In our hurry to prepare for a wonderful holiday season, many of us often want to pause and reflect on what really matters during this time of year.
The 25th annual Corvallis Nativity Festival is an opportunity to recharge your spirit and add joyful meaning to the Christmas season.
The community festival, which runs Nov. 30 to Dec. 4, has grown from a small beginning to an event that includes more than 500 nativities displayed in beautifully-designed and artistically-crafted settings, says director Michelle Hunter.
It represents a wide range of religious affiliations, ages and interests, and the contributions and expertise have helped the event become a reflection of the community coming together to honor the birth and life of Jesus Christ.
“This year’s Nativity Festival gives voice to the beloved Christmas carol, ‘Joy to the Word,’ as we experience the unique beauty of nativities from around the world,” Hunter says.
The event is hosted by Corvallis members of the Church of Jesus Christ of Latter-day Saints, who wanted to include “anyone who wants to contribute in some way,” she says. “Many church congregations, individuals and city organizations are involved in the various aspects of coordinating the tremendous effort needed to present the festival each year.”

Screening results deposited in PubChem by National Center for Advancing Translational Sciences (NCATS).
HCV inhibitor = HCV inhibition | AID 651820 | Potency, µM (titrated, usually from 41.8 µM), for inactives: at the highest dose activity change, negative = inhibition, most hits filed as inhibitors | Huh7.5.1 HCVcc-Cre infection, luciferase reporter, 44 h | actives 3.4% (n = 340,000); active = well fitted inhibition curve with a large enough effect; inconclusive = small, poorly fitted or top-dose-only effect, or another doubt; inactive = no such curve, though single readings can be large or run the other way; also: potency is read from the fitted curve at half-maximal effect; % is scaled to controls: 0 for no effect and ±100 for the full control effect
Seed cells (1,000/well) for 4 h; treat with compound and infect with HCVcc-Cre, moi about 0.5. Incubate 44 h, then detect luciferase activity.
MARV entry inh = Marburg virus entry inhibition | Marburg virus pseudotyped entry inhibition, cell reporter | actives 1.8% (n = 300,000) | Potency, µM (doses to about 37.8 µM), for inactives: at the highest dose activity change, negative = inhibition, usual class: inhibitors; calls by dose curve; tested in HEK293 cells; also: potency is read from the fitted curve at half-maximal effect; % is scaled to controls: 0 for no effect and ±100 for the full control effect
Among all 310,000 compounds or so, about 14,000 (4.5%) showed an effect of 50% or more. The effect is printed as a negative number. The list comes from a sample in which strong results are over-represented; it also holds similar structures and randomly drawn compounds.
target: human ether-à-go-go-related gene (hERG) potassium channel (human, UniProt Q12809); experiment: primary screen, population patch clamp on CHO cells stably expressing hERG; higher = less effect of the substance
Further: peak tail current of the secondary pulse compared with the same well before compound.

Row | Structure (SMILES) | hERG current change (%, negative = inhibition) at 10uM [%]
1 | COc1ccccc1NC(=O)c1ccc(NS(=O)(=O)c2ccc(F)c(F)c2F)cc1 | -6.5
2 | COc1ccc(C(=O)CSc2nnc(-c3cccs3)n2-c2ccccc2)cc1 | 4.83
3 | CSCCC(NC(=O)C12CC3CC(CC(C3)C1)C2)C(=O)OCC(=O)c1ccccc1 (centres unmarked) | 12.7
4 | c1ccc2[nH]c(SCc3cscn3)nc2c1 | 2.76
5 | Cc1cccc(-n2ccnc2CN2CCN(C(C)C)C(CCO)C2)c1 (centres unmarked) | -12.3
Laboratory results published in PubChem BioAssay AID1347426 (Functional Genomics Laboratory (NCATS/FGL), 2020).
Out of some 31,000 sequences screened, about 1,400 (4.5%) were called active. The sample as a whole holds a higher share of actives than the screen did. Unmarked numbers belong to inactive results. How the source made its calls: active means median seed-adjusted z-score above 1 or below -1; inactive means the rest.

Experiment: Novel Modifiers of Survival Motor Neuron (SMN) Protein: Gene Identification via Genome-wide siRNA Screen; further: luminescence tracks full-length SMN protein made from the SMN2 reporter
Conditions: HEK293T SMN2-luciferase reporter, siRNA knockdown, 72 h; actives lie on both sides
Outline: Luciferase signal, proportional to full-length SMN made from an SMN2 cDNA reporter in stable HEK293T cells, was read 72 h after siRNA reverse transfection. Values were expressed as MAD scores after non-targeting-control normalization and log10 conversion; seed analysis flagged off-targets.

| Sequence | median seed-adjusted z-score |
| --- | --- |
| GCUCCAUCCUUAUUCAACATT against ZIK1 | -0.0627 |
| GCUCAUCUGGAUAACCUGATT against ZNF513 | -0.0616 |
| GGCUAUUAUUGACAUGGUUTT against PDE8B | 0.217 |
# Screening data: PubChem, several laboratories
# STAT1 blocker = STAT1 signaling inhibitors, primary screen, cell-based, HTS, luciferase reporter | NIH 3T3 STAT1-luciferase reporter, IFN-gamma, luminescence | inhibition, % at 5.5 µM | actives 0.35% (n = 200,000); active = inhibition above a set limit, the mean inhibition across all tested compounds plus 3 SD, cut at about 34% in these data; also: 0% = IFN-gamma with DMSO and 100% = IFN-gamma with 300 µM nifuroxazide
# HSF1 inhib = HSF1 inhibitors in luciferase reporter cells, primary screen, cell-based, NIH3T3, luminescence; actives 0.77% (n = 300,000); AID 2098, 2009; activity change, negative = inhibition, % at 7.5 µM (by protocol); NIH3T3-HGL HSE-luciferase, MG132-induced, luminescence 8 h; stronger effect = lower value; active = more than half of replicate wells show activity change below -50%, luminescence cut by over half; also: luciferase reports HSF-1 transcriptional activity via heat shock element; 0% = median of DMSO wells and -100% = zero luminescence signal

From decorating the building and planning for musical presentations, to making sure all the nativity sets are safely returned to their owners, preparing for the event is usually a yearlong process.
A new theme is chosen each year and visitors know there will always be something new to see — even if some nativity sets are the same, they will always be displayed in a unique and different display, Hunter says.
The festival also includes musical performances. Heart of the Valley Children’s Choir is a perennial favorite, as well as the Linn-Benton Community College Chamber Choir.
“We’re having a lot of the same great performers back again this year, and there will be something for everyone to enjoy,” says music director Janeil Olsen.
Assistant music director Mickey Herrin has invited the Hatch Family, a group of her relatives traveling to Oregon from Idaho and Utah, to share their musical talents.
“The Nativity Festival builds and strengthens relationships in the surrounding community by celebrating the birth of Christ,” says Pamela Richardson, who joins Hunter and Britni LeFevre as festival directors. “It is the shared love for our Savior Jesus Christ that helps us see all that we truly have in common.”